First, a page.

Mar 21, 2013

An Incredible New Experiment - The Puzzle School - Official UM Review

Despite the fact that I try to stay as far away from anything with the word "school" in it, here is a site you NEED to check out!!! 

Our Mission:The Puzzle School was started with the mission of creating educational environments that will inspire a greater love of learning. We strongly believe that learning is something people truly love to do when it is presented in a way that gives the learner a sense of progress toward their learning goals.
We focus on puzzles as they provide one of the most effective ways of creating a learning environment that is interactive, giving students an immediate sense of progress as they try to "figure out" the material they are learning.
The methods we use at The Puzzle School mimic the learning environments that children thrive in while learning how to walk and talk. This model can best be summed up as hypothesis and error driven learning, where students develop a hypothesis toward solving a problem and are able to test that hypothesis using feedback loops, learning from a success or failure as they move closer to a solution.
This model has been used successfully in thousands of schools around the world, most notably Montessori Schools. We simply want to highlight this method and make it so that all students have access to environments where they can learn in this way. We believe this will encourage a love of learning in all students.


This site has so many great resources to help introduce or reinforce a number of concepts. One of my favorites was the XYFlyer which requires no previous math experience. A beginner can start out playing and, with the help of immediate feedback loops, gain some basic understanding and familiarity with equations and graphing. Now I might be partial to this because of my love of graphing, but I really think even those who don't like it or don't get it would be able to have a clearer understanding of the properties behind graphing equations.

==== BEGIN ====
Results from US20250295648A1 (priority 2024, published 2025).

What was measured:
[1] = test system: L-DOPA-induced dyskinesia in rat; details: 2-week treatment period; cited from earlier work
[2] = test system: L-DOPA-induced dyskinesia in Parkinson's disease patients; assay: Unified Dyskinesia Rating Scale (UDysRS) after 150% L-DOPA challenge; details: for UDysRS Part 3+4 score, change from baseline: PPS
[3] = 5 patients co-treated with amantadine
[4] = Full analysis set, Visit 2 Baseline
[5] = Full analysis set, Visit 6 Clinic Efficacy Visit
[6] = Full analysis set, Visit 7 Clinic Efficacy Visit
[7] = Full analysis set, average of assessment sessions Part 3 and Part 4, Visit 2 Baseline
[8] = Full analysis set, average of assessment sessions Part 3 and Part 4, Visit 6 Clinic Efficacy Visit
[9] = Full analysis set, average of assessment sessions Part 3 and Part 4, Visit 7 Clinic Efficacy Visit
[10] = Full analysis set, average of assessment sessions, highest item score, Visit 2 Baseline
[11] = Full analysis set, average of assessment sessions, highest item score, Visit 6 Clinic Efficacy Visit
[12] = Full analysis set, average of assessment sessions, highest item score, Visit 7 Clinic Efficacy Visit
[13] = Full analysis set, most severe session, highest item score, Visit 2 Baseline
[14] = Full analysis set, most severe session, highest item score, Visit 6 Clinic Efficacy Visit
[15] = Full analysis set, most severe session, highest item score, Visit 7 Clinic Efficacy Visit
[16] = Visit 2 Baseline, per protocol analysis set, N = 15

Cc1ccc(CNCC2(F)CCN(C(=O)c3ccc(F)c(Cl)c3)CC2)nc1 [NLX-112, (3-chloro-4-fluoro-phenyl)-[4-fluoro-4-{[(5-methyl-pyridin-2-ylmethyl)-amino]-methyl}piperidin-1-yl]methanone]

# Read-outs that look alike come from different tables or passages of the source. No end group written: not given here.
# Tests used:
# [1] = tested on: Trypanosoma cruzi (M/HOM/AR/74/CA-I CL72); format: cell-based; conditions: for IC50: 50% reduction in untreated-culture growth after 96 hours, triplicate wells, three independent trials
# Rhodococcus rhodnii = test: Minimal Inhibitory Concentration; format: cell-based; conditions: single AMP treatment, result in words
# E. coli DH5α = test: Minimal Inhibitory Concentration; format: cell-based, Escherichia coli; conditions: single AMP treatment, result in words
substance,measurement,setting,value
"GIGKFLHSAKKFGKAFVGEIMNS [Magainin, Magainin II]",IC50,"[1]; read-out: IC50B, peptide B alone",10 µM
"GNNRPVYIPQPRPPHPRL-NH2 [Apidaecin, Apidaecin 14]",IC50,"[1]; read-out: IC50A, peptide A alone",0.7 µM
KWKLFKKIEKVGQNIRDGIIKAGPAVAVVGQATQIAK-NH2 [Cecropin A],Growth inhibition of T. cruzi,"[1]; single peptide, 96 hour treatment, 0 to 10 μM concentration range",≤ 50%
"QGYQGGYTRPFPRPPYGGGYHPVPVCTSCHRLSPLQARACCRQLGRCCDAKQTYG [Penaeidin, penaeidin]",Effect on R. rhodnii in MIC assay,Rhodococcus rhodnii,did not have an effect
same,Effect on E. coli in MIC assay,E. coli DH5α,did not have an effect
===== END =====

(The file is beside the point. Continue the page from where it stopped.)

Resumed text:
Code is something that I know VERY little about - which is why I use blogger...- but I am starting to understand a little now that I have started using Peanutty. This is an experiment in teaching people how to code. People can solve physics-based puzzles sort of like Angry Birds, while watching their actions create code. Once people realize that their actions are creating code they can start to tweak the code and see what happens. Small tweaks lead to larger and larger tweaks until they are capable of designing their own Peanutty levels. Now I am no where near ready to design my own level, but I am having a whole lot of fun learning more about it! 



KM saw me playing on the site and asked me to send it to her. She tried out Light It UpLanguage Scramble and Code Puzzles. She would have really preferred that Language Scramble was in Japanese - HELLO have you seen that she is OBSESSED with all things Japanese - but seemed to really pick up on the words far quicker than either of us thought she would. She thought that Light It Up was fun, but that it could have been a bit more challenging - I did explain to her that these are still in the testing phase and did not have complete levels -, but she also said that if she didn't understand the concepts it probably would have helped her "get it." She knows NOTHING about coding, but seemed to really cruise right through the Basic HTML and jumped into the Basic Javascript with a maniacal giggle --- "maybe I should be a computer hacker!" After 45 minutes on the site she was done and said "I liked it!" - which is pretty high praise from a 15 year old! 

I applaud the efforts of Jared Cosulich to create an environment that engages and excites learners. He has recognized that mainstream education tactics are overrated and outdated! I will be keeping abreast of new developments and look forward to seeing what else he comes up with!
When you head over to the site don't miss out on the great list of other resources that they have reviewed HERE!


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